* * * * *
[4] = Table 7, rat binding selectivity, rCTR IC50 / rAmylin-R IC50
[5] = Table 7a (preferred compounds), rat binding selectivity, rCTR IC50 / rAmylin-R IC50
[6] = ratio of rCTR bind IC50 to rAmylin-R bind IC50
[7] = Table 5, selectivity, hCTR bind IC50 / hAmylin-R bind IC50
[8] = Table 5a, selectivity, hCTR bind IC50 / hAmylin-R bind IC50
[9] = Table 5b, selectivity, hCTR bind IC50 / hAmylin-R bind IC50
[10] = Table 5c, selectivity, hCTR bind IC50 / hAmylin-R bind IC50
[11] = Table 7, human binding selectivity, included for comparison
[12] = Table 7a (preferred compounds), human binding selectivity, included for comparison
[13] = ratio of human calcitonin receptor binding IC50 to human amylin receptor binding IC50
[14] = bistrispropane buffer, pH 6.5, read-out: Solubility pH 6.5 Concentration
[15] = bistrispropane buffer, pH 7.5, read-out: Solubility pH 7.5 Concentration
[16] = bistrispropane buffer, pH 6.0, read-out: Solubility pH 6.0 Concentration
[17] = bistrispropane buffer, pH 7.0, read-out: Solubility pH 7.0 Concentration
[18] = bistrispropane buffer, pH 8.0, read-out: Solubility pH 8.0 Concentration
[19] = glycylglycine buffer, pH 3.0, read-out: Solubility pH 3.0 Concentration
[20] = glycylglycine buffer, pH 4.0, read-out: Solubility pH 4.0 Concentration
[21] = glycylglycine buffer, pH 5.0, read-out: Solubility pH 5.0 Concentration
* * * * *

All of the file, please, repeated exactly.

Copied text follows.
[4] = Table 7, rat binding selectivity, rCTR IC50 / rAmylin-R IC50
[5] = Table 7a (preferred compounds), rat binding selectivity, rCTR IC50 / rAmylin-R IC50
[6] = ratio of rCTR bind IC50 to rAmylin-R bind IC50
[7] = Table 5, selectivity, hCTR bind IC50 / hAmylin-R bind IC50
[8] = Table 5a, selectivity, hCTR bind IC50 / hAmylin-R bind IC50
[9] = Table 5b, selectivity, hCTR bind IC50 / hAmylin-R bind IC50
[10] = Table 5c, selectivity, hCTR bind IC50 / hAmylin-R bind IC50
[11] = Table 7, human binding selectivity, included for comparison
[12] = Table 7a (preferred compounds), human binding selectivity, included for comparison
[13] = ratio of human calcitonin receptor binding IC50 to human amylin receptor binding IC50
[14] = bistrispropane buffer, pH 6.5, read-out: Solubility pH 6.5 Concentration
[15] = bistrispropane buffer, pH 7.5, read-out: Solubility pH 7.5 Concentration
[16] = bistrispropane buffer, pH 6.0, read-out: Solubility pH 6.0 Concentration
[17] = bistrispropane buffer, pH 7.0, read-out: Solubility pH 7.0 Concentration
[18] = bistrispropane buffer, pH 8.0, read-out: Solubility pH 8.0 Concentration
[19] = glycylglycine buffer, pH 3.0, read-out: Solubility pH 3.0 Concentration
[20] = glycylglycine buffer, pH 4.0, read-out: Solubility pH 4.0 Concentration
[21] = glycylglycine buffer, pH 5.0, read-out: Solubility pH 5.0 Concentration